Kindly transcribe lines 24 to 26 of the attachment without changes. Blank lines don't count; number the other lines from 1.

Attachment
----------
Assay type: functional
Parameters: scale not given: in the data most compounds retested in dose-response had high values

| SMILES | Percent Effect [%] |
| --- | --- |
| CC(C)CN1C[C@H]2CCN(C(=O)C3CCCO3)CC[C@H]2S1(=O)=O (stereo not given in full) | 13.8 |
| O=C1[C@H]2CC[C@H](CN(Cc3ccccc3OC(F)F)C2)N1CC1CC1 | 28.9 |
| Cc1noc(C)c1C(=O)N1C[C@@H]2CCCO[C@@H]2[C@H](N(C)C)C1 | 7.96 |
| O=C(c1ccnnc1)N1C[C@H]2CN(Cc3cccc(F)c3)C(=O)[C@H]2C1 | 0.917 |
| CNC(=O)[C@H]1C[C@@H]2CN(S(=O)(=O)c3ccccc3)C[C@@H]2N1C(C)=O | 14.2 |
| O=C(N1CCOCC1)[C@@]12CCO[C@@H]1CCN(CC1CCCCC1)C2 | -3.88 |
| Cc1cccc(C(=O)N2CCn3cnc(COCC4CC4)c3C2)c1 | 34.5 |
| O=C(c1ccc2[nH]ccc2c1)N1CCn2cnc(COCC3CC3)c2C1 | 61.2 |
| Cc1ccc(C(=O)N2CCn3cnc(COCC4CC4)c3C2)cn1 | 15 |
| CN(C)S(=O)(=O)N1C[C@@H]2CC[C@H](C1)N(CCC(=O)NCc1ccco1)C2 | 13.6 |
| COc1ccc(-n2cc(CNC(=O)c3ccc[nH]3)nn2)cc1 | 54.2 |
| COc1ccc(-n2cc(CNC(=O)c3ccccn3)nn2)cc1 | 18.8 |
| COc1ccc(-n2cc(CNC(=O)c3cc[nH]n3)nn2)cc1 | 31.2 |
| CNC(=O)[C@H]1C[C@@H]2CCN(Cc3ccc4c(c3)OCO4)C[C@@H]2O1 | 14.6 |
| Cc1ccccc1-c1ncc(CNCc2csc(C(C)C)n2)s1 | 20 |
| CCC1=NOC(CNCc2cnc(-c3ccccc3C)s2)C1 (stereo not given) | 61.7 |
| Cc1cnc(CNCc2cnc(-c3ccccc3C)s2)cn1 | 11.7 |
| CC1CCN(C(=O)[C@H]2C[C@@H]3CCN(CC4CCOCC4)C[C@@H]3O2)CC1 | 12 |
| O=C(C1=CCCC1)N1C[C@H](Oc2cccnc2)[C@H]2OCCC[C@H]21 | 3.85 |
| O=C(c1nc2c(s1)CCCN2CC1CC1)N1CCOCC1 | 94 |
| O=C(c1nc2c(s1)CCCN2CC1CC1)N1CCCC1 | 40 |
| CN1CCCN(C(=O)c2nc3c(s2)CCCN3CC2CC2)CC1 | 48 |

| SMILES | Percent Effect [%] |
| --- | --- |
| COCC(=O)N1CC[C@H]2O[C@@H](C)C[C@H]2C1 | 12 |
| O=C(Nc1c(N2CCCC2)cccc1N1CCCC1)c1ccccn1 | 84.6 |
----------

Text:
| O=C(c1nc2c(s1)CCCN2CC1CC1)N1CCOCC1 | 94 |
| O=C(c1nc2c(s1)CCCN2CC1CC1)N1CCCC1 | 40 |
| CN1CCCN(C(=O)c2nc3c(s2)CCCN3CC2CC2)CC1 | 48 |